Tencent gives its Two Cents on World War III: Deconstructing China’s Video Game Visions of War

PR escalation
Tencent China War Video
The efficacy of the DF-21D against Nimitz carriers and Aegis equipped destroyers almost looks like something from a USN officer's worst nightmare (or a defense contractor pitchbook to sell Aegis BMD). Tencent
Tencent China War Video

Tencent, one of China’s Internet commerce giants, released a chest pumping (but visually accurate) CGI video of a victorious PLA in time for China’s 70th VJ day parade on September 3, 2015. Just like a recent technothriller featuring an unprovoked sneak attack on US soil (ghostfleetbook.com), Tencent’s five minute video begins with a nighttime airstrike on a Chinese air base by a “foreign alliance” (0:11). We then move to morning, where news casts show the Chinese version of Pearl Harbor, where the destroyed “783” Y-20 heavy transport aircraft prototype, amidst smoldering runways, stands in for the USS Arizona (0:39). In a high tech command center, an angry general’s fist slams the table (0:53) before the Chinese counterattack is launched.

Tencent China War Video
Tencent China War Video
Tencent China War Video

Long range retaliation quickly follows, military weapons helpfully labelled by Tencent. The video is a menu of the fruits of China’s recent military buildup. DF-15B short ranged ballistic missiles swarm out of their underground bunkers and tunnels(1:10), joining DF-21D anti-ship ballistic missiles on the road (1:20), while H-6K bombers roar overhead (1:34). A barrage of ballistic and cruise missiles then rain down fury on the OPFOR base (which bears more than a passing resemblance to the US Air Force’s Kadena Air Base on Okinawa). Taxiing F-22A fighters, aircraft hangars and PAC-3 missile defense launchers are obliterated in the rain of fire (2:04, 2:10).

Tencent China War Video

At sea, a shower of shooting stars appears over the enemy navy, centered around a Nimitz class aircraft carrier (2:20). The shooting stars materialize into DF-21D anti-ship warheads, whose hypersonic reentry speed whiz past the missiles and Gatling cannons defending the carrier and its destroyers, smashing the unfortunate warships into clouds of fire and razorblades (2:40). Underwater, a Virginia class nuclear attack submarine (SSN) is defeated (2:50) by a Type 093 SSN (surprisingly not the newer Type 093B).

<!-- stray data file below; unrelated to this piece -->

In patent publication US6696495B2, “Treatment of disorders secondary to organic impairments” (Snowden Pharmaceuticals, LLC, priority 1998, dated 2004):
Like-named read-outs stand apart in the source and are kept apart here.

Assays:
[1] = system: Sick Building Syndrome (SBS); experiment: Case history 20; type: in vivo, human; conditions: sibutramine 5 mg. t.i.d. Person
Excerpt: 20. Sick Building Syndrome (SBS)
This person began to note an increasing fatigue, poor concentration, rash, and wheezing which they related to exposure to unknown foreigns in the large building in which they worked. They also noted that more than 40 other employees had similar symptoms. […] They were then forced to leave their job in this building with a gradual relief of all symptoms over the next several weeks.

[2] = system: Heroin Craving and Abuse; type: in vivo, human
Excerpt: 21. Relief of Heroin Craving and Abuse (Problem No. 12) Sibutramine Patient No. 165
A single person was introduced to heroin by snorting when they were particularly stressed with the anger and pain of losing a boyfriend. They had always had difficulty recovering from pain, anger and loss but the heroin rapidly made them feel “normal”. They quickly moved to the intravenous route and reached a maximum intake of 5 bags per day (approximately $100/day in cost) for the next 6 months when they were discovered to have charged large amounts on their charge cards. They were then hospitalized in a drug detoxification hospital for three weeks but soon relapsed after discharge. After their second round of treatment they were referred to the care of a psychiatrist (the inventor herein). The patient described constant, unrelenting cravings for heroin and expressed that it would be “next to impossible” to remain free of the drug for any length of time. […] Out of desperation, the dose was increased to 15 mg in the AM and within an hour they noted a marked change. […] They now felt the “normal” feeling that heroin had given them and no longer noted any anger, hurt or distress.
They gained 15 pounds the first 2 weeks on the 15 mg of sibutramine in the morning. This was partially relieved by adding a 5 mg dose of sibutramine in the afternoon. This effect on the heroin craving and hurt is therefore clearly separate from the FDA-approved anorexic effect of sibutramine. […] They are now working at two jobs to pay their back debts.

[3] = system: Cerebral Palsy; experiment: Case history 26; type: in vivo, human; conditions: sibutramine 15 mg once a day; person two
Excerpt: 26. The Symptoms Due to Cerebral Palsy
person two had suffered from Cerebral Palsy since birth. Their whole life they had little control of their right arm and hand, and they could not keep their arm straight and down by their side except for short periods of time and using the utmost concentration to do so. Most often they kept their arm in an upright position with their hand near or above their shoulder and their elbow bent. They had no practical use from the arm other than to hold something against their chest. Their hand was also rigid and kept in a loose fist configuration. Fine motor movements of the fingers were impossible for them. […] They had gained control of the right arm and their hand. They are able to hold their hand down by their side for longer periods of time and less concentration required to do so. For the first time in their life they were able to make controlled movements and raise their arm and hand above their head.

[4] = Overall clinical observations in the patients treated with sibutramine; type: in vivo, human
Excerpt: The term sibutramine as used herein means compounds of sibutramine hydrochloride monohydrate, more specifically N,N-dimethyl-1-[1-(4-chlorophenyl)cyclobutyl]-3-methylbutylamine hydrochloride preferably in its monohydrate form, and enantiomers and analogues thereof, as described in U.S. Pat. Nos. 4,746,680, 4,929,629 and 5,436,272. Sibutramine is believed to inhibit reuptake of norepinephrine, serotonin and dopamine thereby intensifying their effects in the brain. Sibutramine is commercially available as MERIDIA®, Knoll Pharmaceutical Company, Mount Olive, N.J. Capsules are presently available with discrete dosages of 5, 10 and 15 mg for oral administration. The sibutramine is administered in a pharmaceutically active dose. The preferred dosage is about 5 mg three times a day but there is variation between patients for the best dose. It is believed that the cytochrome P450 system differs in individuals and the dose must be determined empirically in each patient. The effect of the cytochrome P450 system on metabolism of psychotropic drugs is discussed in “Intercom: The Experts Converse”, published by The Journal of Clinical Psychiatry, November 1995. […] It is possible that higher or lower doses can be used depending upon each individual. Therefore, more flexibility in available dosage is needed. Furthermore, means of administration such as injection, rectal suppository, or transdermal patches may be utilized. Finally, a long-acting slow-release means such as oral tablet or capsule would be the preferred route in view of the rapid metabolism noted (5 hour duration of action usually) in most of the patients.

Tencent China War Video
Tencent China War Video

China’s attention turns to the enemy island base, as the Liaoning carrier’s J-15 fighters cover an massive amphibious assault (3:12). Giant tank carrying Zubr and Type 726 hovercraft storm the beaches, as Z-8 and Z-10 helicopters blitz inland from Type 071 landing platform docks (3:50).

Tencent China War Video
Tencent China War Video

Up in the air, the KJ-2000 command aircraft (3:57) guides J-10B, J-11B and J-20 fighters (4:10) to swat down enemy F-35 fighters in close range dogfights using flares and heat seeking missiles. The J-10Bs also unleash guided bombs on enemy trenches.

Tencent China War Video
Tencent China War Video
Tencent China War Video

Back on land, a EA-03 box winged drone (4:23) guides airstrikes PHL-03 heavy artillery in bombarding enemy positions. Backed by fire support from PLZ-04 self propelled howitzers (4:55), ZTZ-99A tanks make the coupe de grace, storming onto the burning enemy base. Amidst charred rubble, PLA soldiers raise the Chinese flag over an air control tower (5:20).

Chinese video game

In keeping with longstanding Chinese censorship practices, the OPFOR nation remained “a certain unnamed country” (mirroring uneasiness inside the Beltway about mentioning China in the former Air Sea Battle concept). However, the OPFOR uses a variety of US only equipment, such as F-22 fighters, Nimitz class aircraft carriers and Virginia class submarines. Previous private speech versions of this genre, such as video games, have featured Western adversaries as being private military contractors, in lieu of actually identifying foreign militaries or otherwise.

Tencent China War Video

Two other aspects stand out in the video. Faith in new military technology “superweapons” seems to have become much a staple of Chinese popular culture as it is in America. Also, the Tencent video mirrors the popular superpower self-image of “we won’t hit first, but sucker punch us and we’ll hit you back into the Stone Age.” Hopefully, like the others players in this genre of imagining world war III, these visions will stay in the realm of fiction.